Deceased January 23, 2008

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In Memory

Edwin “Ted” Heffernan, M.D., died unexpectedly on Jan. 23, 2008, as a result of a congenital heart defect at his home in Anchorage, AK.  At the time, he was serving as director of the palliative care department at Providence Alaska Medical Center.

My first encounters with Ted are lost in the shrouds of memory, but we became close friends during my time at Amherst—a friendship that was solidified for life by a cross-country bicycle trip soon after my graduation. 

Ted grew up in Skaneateles, NY, and was part of a large and loving family (with five siblings).  He graduated from Phillips Exeter Academy.  At Amherst, he earned a BA in religious studies.  He received his medical training from the Univ. of Vermont.  In 1978, Ted married Patricia Sullivan.  They had two sons, Rian and Paul, whom they raised in San Diego. 

His career in medicine, infectious disease research, and teaching spanned more than thirty years.  During that time, he served as head of infectious disease at the naval hospital in Oakland, a research fellow at the Univ. of California at San Diego School of Medicine and director of graduate medical education at Scripps Mercy Hospital in San Diego, where he started the first palliative service in the Scripps Hospital system.

In 2005, Ted remarried and moved to Alaska to live with his wife, Cristy Willer, and her two daughters, Ulu and Rachel.  At Providence Alaska Medical Center, he began the palliative care department, serving as its director.  He also created the first medical fellowship in this specialty in the state.

Ted’s interests were wide and varied, growing out of a passionate thirst for knowledge in politics, the arts, the natural world, sports, and spirituality.  I was very fortunate to be already living in San Diego when he moved here, and we resumed our friendship, sharing a deep love of literature as well as an abiding faith in the fortunes of the San Diego Padres.  Ted was a fervent advocate for many liberal political causes and a passionate opponent of the war in Iraq.  He also became deeply involved in the practice of Buddhism, participating in retreats in the US and in a spiritual quest to Tibet.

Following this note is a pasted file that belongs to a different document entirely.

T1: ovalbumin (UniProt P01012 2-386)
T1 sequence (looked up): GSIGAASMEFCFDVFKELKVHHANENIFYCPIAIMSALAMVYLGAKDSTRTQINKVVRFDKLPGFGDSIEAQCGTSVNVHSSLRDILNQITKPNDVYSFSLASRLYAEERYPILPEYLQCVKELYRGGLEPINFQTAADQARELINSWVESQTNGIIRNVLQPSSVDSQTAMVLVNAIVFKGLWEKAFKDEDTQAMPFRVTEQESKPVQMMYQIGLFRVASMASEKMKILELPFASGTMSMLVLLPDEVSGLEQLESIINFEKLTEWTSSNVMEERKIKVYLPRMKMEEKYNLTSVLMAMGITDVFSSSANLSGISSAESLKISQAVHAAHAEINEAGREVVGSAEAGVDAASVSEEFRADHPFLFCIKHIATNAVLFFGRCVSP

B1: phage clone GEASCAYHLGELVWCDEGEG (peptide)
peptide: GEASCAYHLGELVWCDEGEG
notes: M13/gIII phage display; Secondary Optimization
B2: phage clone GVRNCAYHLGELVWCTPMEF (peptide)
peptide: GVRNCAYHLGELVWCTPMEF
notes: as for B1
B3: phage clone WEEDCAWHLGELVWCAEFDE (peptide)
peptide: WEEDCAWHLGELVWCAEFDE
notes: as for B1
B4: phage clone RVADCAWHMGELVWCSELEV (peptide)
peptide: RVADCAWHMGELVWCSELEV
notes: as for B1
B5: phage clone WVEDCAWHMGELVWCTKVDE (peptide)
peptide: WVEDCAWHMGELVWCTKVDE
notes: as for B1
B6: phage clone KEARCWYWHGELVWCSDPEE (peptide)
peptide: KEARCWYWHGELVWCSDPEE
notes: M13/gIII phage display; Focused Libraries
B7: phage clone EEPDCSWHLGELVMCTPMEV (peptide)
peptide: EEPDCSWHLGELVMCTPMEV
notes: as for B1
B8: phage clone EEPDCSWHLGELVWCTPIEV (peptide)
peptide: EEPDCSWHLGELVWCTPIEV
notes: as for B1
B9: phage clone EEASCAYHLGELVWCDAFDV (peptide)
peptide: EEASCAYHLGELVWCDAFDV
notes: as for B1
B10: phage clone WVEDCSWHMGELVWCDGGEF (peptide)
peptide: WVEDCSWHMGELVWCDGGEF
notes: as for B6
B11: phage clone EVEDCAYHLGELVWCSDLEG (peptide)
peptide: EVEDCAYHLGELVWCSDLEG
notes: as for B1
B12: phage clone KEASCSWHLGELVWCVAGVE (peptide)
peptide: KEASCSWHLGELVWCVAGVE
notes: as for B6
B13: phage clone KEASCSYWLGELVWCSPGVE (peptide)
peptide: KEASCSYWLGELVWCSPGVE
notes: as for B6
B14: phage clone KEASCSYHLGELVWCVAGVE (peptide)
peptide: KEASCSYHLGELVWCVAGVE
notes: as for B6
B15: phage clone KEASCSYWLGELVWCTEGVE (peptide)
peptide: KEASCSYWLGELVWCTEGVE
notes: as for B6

In the summer of 1975, Ted and I decided—in the haphazard folly of two Amherst College graduates in their early twenties—to embark on a marathon bicycle trip.  We spent a couple weeks “preparing” in and around his family home in Kennebunk, ME, before setting out on our adventure.  The first two weeks, during which we struggled to negotiate the rolling hills of New Hampshire and Vermont, nearly broke our spirits (we were nowhere as physically prepared as we should have been), but we successfully made our way to Montreal.  From there we took a train across the heartland of Canada and disembarked in Kamloops, British Columbia.   

Our passage through British Columbia, Washington state, and Oregon changed everything.  At the outset, we were near total collapse after cycling a mere thirty or so miles a day.  But in the latter part of the journey, as we trekked across hundreds of miles of varying topography—through the Yakima Indian reservation, the sand dunes of Oregon, the peaks and valleys of northern California—Ted and I were transformed.  Soon we were cycling up to (and sometimes more than) one hundred miles a day, a physical feat never again duplicated in my life.  During that time, we camped out in barns, fields, apple orchards, the side of the road, meeting a vast array of people on our quixotic journey.  It was, for both of us, a once-in-a-lifetime experience.

I was by no means alone in valuing Ted’s friendship.  He made many such friendships during his lifetime, and he will be greatly missed by all.

Lee Polevoi ’74